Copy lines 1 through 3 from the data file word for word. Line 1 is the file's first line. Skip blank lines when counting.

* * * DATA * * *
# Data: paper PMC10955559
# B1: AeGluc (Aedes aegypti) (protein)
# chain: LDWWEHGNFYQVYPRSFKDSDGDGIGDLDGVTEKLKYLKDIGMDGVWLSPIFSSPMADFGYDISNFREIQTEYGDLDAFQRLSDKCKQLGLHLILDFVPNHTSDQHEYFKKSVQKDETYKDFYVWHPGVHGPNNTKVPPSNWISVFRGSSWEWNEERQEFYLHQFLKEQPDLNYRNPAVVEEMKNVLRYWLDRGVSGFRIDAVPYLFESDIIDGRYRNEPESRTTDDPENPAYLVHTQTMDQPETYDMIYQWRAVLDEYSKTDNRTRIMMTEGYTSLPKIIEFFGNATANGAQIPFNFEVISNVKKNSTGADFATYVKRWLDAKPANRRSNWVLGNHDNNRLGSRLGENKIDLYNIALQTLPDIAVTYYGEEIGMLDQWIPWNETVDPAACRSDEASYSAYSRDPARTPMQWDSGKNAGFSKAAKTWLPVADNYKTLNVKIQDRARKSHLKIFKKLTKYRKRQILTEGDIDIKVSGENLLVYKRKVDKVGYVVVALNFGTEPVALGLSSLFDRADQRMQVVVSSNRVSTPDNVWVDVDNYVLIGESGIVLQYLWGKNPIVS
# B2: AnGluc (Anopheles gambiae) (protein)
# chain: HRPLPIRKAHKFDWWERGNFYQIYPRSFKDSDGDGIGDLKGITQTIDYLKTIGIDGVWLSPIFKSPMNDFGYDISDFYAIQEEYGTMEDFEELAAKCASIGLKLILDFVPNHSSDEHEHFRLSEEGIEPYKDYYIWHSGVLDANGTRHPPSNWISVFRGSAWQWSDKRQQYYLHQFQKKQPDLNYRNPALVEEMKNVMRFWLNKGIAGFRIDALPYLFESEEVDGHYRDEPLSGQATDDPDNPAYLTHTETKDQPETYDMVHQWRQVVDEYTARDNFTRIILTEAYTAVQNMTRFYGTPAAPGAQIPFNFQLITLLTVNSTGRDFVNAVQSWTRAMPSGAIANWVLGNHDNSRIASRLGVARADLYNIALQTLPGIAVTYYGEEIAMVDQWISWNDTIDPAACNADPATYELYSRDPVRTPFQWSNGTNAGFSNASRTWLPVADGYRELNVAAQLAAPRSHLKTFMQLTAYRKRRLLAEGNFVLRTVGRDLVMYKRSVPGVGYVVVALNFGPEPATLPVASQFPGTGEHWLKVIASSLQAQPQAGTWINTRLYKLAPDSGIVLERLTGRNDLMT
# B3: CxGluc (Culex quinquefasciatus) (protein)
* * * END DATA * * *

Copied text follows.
# Data: paper PMC10955559
# B1: AeGluc (Aedes aegypti) (protein)
# chain: LDWWEHGNFYQVYPRSFKDSDGDGIGDLDGVTEKLKYLKDIGMDGVWLSPIFSSPMADFGYDISNFREIQTEYGDLDAFQRLSDKCKQLGLHLILDFVPNHTSDQHEYFKKSVQKDETYKDFYVWHPGVHGPNNTKVPPSNWISVFRGSSWEWNEERQEFYLHQFLKEQPDLNYRNPAVVEEMKNVLRYWLDRGVSGFRIDAVPYLFESDIIDGRYRNEPESRTTDDPENPAYLVHTQTMDQPETYDMIYQWRAVLDEYSKTDNRTRIMMTEGYTSLPKIIEFFGNATANGAQIPFNFEVISNVKKNSTGADFATYVKRWLDAKPANRRSNWVLGNHDNNRLGSRLGENKIDLYNIALQTLPDIAVTYYGEEIGMLDQWIPWNETVDPAACRSDEASYSAYSRDPARTPMQWDSGKNAGFSKAAKTWLPVADNYKTLNVKIQDRARKSHLKIFKKLTKYRKRQILTEGDIDIKVSGENLLVYKRKVDKVGYVVVALNFGTEPVALGLSSLFDRADQRMQVVVSSNRVSTPDNVWVDVDNYVLIGESGIVLQYLWGKNPIVS